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As an exercise I am trying to rewrite strings representing source code for let* as nested unary lets. Here is my best effort:

(define let*→nested-unary-lets
   (`(let* (()) ,<exprs>)
   `(let () ,<exprs>))
   (`(let* ((,<var> ,<val>)) ,<exprs>)
   `(let ((,<var> ,<val>)) (let () ,<exprs>)))
   (`(let* ((,<var> ,<val>) ,<clauses>) ,<exprs>)
   `(let ((,<var> ,<val>)) (let*→nested-unary-lets '(let* (,@<clauses>) ,<exprs>))))))

The problem I am experiencing at the moment is that the pattern:

`(let* ((,<var> ,<val>) ,<clauses>) ,<exprs>)

does not match a string like:

'(let* ((a b) (c d) (e f)) <expressions>)

The term clauses matches only the second clause (c d). It seems to me that it should take all of the remaining (var val) clauses as a list ((c d) (e f)). At any rate I need it to do so.

Any advice is appreciated.

What baffles me is that exprs will match a list of expressions so I can't think of any reason why clauses wouldn't also do so.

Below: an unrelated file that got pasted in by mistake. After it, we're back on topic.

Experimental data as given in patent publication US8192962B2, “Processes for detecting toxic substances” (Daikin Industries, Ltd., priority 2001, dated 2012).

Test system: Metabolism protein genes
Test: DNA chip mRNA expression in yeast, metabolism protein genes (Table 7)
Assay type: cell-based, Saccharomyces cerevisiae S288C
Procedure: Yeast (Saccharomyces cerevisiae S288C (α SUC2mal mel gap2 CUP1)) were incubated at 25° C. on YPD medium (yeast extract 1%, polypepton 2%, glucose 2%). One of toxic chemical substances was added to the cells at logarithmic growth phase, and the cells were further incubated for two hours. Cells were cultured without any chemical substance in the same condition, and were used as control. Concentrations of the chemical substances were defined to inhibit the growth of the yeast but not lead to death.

share|improve this question
up vote 2 down vote accepted

You will need . ,<clauses> since you want to match the rest of the list, not just a single element. The ,<exprs> part will need to be . ,<exprs> for the same reason. I believe there is other syntax specifically for matching lists, but using . is simple and matches how lists are implemented internally.

share|improve this answer
Thanks. The "." did the trick. Strangely <exprs> works just fine without it -- which was confusing me. – Schemer Feb 25 '11 at 22:10
@Schemer: That's probably only because you're trying a let* with one expression in the body. Try (let* ((a (+ 2 3)) (b (* 6 7))) (display (- b a)) (newline)) without the . before ,<exprs> and see if that works. – Jeremiah Willcock Feb 25 '11 at 22:17

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